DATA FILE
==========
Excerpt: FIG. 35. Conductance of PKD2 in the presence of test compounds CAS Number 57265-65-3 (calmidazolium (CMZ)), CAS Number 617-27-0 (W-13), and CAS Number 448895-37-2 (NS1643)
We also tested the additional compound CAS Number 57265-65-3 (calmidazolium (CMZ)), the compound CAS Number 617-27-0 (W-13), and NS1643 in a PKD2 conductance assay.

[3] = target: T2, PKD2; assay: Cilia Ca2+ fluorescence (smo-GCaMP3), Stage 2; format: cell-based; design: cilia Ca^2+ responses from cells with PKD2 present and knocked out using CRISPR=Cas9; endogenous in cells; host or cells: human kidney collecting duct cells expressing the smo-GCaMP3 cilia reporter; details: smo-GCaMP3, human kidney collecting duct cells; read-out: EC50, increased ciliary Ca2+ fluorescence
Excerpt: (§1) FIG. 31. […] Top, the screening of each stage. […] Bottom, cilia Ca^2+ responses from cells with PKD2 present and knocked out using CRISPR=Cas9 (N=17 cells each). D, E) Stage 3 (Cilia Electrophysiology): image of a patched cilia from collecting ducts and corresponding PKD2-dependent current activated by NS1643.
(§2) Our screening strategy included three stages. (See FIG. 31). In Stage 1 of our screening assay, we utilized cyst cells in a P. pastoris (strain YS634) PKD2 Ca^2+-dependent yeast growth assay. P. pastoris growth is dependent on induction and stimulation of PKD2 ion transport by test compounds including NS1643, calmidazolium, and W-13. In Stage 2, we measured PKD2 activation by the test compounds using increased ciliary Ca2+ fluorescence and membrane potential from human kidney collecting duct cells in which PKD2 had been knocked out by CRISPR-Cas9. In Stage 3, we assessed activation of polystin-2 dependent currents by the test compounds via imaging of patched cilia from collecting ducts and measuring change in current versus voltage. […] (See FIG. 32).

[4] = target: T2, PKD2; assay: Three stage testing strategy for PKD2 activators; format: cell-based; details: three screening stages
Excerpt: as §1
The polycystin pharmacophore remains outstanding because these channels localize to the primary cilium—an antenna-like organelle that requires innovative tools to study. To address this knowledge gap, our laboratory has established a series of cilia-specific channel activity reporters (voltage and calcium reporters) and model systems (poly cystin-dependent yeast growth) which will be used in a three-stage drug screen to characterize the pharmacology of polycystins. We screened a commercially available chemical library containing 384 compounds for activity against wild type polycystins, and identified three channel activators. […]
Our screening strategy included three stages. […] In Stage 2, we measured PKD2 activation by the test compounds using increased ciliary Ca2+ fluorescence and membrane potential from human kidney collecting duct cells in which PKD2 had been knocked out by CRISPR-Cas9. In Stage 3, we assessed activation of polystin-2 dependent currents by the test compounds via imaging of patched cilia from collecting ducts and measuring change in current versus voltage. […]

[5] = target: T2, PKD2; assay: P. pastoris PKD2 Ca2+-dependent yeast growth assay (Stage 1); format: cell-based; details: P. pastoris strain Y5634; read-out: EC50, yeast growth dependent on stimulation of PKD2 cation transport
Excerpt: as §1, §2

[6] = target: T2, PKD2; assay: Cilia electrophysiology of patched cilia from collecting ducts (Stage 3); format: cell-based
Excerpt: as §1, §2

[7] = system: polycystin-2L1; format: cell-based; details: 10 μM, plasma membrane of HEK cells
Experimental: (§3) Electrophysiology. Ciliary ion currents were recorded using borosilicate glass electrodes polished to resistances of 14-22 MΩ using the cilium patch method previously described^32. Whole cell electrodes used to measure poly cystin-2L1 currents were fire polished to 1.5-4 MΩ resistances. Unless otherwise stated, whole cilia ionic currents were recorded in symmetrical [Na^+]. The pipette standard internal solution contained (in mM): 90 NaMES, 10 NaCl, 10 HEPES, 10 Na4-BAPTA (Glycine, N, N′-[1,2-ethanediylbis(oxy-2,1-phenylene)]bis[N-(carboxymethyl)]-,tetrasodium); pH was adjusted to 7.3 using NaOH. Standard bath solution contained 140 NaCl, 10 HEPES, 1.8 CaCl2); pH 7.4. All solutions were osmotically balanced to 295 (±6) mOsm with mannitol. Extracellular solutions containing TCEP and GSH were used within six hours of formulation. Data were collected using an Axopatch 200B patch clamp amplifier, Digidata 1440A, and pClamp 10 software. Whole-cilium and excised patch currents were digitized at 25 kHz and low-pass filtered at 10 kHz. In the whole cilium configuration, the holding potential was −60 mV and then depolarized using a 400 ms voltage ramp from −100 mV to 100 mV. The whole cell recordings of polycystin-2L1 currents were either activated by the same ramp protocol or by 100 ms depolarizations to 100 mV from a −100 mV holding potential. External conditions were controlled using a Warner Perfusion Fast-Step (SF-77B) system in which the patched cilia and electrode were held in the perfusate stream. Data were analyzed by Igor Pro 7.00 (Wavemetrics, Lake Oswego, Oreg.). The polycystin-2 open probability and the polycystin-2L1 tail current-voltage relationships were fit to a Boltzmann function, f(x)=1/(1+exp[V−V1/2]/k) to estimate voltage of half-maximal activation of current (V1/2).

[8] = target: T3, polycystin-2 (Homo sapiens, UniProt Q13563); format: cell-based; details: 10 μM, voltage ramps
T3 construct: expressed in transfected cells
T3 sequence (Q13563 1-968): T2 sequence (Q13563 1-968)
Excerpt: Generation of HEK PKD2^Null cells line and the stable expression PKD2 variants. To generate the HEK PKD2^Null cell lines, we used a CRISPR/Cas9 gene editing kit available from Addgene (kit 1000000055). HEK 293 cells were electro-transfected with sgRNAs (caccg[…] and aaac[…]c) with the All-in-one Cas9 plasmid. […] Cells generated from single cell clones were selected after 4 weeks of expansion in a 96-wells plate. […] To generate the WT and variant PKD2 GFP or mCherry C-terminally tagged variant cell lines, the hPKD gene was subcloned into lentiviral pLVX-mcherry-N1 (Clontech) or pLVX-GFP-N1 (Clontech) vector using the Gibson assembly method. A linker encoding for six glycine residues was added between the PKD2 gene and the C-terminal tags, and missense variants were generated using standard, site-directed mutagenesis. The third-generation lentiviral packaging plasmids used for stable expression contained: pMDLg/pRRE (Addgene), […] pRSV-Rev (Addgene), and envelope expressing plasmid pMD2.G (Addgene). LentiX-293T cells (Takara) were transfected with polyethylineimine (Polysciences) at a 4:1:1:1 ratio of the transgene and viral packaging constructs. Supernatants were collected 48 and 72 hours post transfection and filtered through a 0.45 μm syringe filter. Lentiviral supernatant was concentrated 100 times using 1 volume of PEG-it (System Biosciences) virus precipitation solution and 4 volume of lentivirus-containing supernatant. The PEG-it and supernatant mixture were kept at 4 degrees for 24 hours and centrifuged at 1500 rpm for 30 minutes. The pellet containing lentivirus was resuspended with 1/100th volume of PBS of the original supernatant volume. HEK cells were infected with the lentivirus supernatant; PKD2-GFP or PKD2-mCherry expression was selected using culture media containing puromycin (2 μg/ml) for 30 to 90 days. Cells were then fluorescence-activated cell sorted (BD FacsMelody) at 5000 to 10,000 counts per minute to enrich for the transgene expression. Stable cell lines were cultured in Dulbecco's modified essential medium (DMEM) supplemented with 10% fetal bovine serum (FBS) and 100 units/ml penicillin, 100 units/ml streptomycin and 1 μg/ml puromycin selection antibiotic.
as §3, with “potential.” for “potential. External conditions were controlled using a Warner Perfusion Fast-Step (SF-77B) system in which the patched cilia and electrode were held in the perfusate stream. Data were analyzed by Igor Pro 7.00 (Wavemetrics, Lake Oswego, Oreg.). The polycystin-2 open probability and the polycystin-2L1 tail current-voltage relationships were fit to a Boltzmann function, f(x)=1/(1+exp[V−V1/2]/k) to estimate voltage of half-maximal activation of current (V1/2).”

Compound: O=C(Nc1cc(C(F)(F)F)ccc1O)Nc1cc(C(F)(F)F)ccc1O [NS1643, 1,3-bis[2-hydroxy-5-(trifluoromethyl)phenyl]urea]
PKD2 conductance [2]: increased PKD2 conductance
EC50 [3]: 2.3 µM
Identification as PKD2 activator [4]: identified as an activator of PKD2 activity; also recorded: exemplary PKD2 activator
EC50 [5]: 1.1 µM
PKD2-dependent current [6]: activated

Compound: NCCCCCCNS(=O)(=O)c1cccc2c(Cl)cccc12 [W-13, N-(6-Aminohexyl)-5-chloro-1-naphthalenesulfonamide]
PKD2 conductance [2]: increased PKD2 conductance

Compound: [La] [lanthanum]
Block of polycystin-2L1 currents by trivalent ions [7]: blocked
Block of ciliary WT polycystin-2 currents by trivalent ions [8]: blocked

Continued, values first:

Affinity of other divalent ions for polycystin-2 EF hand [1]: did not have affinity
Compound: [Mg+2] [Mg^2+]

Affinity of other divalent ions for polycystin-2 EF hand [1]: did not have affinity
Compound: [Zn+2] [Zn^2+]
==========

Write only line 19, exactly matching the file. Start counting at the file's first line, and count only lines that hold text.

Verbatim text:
Excerpt: Generation of HEK PKD2^Null cells line and the stable expression PKD2 variants. To generate the HEK PKD2^Null cell lines, we used a CRISPR/Cas9 gene editing kit available from Addgene (kit 1000000055). HEK 293 cells were electro-transfected with sgRNAs (caccg[…] and aaac[…]c) with the All-in-one Cas9 plasmid. […] Cells generated from single cell clones were selected after 4 weeks of expansion in a 96-wells plate. […] To generate the WT and variant PKD2 GFP or mCherry C-terminally tagged variant cell lines, the hPKD gene was subcloned into lentiviral pLVX-mcherry-N1 (Clontech) or pLVX-GFP-N1 (Clontech) vector using the Gibson assembly method. A linker encoding for six glycine residues was added between the PKD2 gene and the C-terminal tags, and missense variants were generated using standard, site-directed mutagenesis. The third-generation lentiviral packaging plasmids used for stable expression contained: pMDLg/pRRE (Addgene), […] pRSV-Rev (Addgene), and envelope expressing plasmid pMD2.G (Addgene). LentiX-293T cells (Takara) were transfected with polyethylineimine (Polysciences) at a 4:1:1:1 ratio of the transgene and viral packaging constructs. Supernatants were collected 48 and 72 hours post transfection and filtered through a 0.45 μm syringe filter. Lentiviral supernatant was concentrated 100 times using 1 volume of PEG-it (System Biosciences) virus precipitation solution and 4 volume of lentivirus-containing supernatant. The PEG-it and supernatant mixture were kept at 4 degrees for 24 hours and centrifuged at 1500 rpm for 30 minutes. The pellet containing lentivirus was resuspended with 1/100th volume of PBS of the original supernatant volume. HEK cells were infected with the lentivirus supernatant; PKD2-GFP or PKD2-mCherry expression was selected using culture media containing puromycin (2 μg/ml) for 30 to 90 days. Cells were then fluorescence-activated cell sorted (BD FacsMelody) at 5000 to 10,000 counts per minute to enrich for the transgene expression. Stable cell lines were cultured in Dulbecco's modified essential medium (DMEM) supplemented with 10% fetal bovine serum (FBS) and 100 units/ml penicillin, 100 units/ml streptomycin and 1 μg/ml puromycin selection antibiotic.